Being a part of the When Yesterday Was Young project for me was a very eye opening and hugely enriching opportunity; to be a part of a project designed to teach and showcase true events that happened in our area for young people who would have no outside
encouragement or option to learn about their history, or older people who actually lived the lives we as performers were emulating was an experience I won’t soon forget.
Throughout the project we got to take part in workshops that gave us an inside look into many different areas of mining and mining communities which was something that really benefitted us, as it meant that we had a lot of source material to choose from when it came to developing the show. I feel that our partnering with Beamish Museum and the National Coal Mining Museum was a huge edge for us in regards to developing our knowledge base for the project, as the workshops that we took part in from Beamish were a great way of teaching us more about the kinds of things that even we as young people (who actively engage with their local history) wouldn’t know, most especially the science workshop. It was great to learn about the way the mines worked down to the air flow and the development of the systems used to move coal, as that’s an area that we don’t really touch on, and I found it very enjoyable.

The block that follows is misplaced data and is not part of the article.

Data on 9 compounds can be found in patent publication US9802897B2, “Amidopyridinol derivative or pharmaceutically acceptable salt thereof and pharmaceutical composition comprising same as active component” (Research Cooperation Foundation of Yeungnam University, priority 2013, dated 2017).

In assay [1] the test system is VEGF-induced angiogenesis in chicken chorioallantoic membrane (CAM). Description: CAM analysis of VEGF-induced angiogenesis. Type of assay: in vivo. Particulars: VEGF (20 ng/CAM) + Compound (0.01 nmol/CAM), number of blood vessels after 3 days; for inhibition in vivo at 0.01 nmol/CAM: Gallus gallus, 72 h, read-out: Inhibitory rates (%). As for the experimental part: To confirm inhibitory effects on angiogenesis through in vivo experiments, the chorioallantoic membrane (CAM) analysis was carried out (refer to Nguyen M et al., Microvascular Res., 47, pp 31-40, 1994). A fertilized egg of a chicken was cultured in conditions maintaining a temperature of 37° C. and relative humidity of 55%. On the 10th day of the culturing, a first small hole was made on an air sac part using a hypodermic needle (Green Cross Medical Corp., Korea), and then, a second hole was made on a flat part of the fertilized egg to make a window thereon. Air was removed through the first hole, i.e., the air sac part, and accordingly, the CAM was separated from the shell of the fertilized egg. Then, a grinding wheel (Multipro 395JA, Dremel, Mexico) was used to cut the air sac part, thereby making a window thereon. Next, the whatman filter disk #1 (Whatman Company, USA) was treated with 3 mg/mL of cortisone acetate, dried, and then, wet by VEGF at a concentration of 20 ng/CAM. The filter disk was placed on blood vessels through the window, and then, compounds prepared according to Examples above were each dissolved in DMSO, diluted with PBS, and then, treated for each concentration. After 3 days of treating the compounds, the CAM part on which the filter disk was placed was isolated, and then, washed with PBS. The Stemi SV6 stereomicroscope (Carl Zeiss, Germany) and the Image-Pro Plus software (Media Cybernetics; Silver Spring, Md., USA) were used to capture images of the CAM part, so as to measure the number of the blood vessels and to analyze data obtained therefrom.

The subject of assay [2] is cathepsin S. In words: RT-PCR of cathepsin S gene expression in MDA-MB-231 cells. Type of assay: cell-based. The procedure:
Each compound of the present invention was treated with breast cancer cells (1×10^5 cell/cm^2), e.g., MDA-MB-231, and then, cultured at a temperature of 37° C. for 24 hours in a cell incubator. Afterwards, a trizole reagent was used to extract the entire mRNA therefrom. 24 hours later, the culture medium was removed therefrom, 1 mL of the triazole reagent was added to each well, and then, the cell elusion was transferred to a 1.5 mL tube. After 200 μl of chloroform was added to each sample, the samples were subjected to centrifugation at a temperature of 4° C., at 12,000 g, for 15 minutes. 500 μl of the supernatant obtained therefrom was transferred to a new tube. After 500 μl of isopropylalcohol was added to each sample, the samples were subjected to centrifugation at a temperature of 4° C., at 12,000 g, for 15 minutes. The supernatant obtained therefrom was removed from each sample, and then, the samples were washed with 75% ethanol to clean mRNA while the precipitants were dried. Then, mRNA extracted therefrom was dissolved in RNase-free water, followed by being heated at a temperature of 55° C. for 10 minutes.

During the visit to Wakefield I definitely felt very engaged with the different workshops and the tour of the mine, as each of the workshop leaders were very honest and open and clearly very knowledgeable regarding what they were talking about. I enjoyed listening to the performed workshop as that was obviously something that we could incorporate into the performances that we did, which was very helpful. I feel, however, that the people I engaged the most with were most definitely the men we met whilst at Wakefield, David and Rich, as getting to hear such personal stories from them was probably the moment that a lot of us
realized just how much the men who worked in mines, even up to them closing, really loved what they did. It’s baffling to think that they would want to go back to work when the conditions they worked in were so appalling, but both Rich and David and every other person we spoke to throughout the project said the exact same thing and cited the camaraderie as the main reason. There was a true sense of family between the men who worked together and you could sense just how much the men at Wakefield really loved their brothers, through hearing them talk about men they’ve lost and seeing them interact with those also working at the museum, which was a very special thing to be able to see first hand.
In the rehearsal period I didn’t get to experience a lot of the creative process as I work full time, however I was always very excited to get into the space and learn more regarding what I needed to know for the performance, regardless of how I felt before stepping through the door, which I feel is a testament to just how important we all felt this project was. The performance week was the pinnacle of our work and preparation, and to go through the week having so many audience members being moved to tears and so many others saying that we made their minds travel back in time to their earlier days was incredible and I feel that our love for the project and the responses we were getting was a driving force for many of us throughout the very busy week of shows, and I am infinitely proud to have been a part of such a dedicated and important project.